• Sugar beet pectin can be isolated in high yield by thermo­mechanical extraction of spent beet pulp under mildly acidic conditions. The preferred raw material is wet, pressed spent pulp. Since wet pulp is available only a short period during the year, dried pulp in the form of shreds or pellets may also be employed. Extraction temperatures in excess of 100°C are preferred with temperatures in the range of 120° to 160°C even more preferred. Relatively short residence times at these temperatures, typically under 5 minutes are preferred. Discharge to atmospheric pressure is achieved through a small diameter orifice with the jet impacting against a discharge plate. The high shear generated serves to enhance release of pectins and to disperse the processed tissue. The resulting puree containing dispersed cell walls, colloidal matter and solubilized pectins in an aqueous matrix is mechanically separated into a particulate fraction and a solubilized fraction -- particulate being all matter retained on a 500 mesh screen and the soluble fraction being all material passing through the 500 mesh screen. Yields of the soluble fraction are functions of the thermomechanical conditions, pH and method of solid/liquid separation employed. Yields are interrelated with desired properties of the pectin isolated. The protopectin material in beet is very complex and depending on the processing conditions more or less of certain fractions are released, admixed and accumulated from between and within the primary cell wall matrix. Therefore, depending on the method of extraction subtle or sometimes dramatic differences in the properties of the pectin may be observed.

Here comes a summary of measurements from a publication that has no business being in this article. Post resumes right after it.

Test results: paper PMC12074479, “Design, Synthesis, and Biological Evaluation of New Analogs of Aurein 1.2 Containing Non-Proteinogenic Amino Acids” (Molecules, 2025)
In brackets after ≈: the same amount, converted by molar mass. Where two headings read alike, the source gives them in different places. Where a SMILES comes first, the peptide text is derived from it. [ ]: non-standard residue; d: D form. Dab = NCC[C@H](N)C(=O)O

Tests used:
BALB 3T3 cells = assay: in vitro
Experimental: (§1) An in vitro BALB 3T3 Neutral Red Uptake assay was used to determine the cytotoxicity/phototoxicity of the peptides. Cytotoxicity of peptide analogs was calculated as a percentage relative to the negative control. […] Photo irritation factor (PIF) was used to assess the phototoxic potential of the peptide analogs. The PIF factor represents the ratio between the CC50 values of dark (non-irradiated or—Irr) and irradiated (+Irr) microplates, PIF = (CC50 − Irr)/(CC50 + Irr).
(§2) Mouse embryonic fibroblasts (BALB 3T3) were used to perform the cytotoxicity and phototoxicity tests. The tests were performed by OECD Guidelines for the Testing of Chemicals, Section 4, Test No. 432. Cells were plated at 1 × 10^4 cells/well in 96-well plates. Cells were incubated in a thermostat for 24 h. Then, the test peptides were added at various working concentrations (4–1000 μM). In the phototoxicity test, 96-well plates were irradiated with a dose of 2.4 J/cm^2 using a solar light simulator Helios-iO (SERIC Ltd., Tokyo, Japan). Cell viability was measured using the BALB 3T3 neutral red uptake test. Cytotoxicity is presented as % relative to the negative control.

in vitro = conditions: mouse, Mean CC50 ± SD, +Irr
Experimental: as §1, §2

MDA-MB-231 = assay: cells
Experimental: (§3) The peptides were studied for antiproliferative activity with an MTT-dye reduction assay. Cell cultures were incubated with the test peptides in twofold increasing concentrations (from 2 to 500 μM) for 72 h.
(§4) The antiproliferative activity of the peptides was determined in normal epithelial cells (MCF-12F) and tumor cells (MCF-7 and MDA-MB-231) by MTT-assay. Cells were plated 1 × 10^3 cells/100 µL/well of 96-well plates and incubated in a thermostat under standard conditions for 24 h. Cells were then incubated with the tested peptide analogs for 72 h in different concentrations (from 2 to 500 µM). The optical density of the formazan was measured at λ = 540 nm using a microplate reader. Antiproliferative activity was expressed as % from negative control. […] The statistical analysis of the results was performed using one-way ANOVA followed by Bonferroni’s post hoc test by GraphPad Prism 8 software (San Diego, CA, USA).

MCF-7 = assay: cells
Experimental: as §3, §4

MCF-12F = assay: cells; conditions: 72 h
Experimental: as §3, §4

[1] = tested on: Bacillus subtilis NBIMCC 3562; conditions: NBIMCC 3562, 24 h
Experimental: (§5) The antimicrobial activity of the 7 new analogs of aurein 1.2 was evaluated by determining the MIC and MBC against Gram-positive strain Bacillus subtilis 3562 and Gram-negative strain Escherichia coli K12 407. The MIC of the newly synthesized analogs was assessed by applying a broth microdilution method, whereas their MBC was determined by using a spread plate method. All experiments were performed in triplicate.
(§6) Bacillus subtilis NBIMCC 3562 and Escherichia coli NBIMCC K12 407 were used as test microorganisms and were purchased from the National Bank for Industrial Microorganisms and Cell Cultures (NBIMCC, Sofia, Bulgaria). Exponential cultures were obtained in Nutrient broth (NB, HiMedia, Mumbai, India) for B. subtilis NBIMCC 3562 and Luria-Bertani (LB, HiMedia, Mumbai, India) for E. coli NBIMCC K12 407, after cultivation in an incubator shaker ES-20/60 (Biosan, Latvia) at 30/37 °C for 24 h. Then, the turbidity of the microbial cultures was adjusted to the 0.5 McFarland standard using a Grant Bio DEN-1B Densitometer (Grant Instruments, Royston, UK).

• Typically pH's in the range of pH 1.0 to pH 4.5 are effec­tive in the preferred temperature range. Adjustment of pH prior to processing may be achieved with any strong mineral acid (H₃SO₄, H₃PO₄, HCl) with H₂SO₃ (SO₂ saturated water @ 20°C) preferred. Alternatively organic acids such as acetic, citric, malic or succinic acids may be used at the upper range of pH. Yields of soluble fraction may range from 25 to 60% w/w based on initial pulp solids. Further refining of the pectin may be desired to remove colloidal matter, reduce color, and de-ash. Drying is achieved by spray drying or thin film technique such as atmospheric drum drying.
  • According to a most preferred embodiment of the present invention, both hemicellulosic and cellulosic components of sugar beet pulp or other parenchymal cell-containing plant material are isolated essentially simultaneously without substantial degrada­tion of either component. Such may be accomplished through hydrolysis of spent sugar beet pulp (or other plant material containing parenchymal cells in high proportion) under conditions of moderate pH and high temperature for relatively short periods of time in association with physical shearing to improve disper­sibility and pectin release.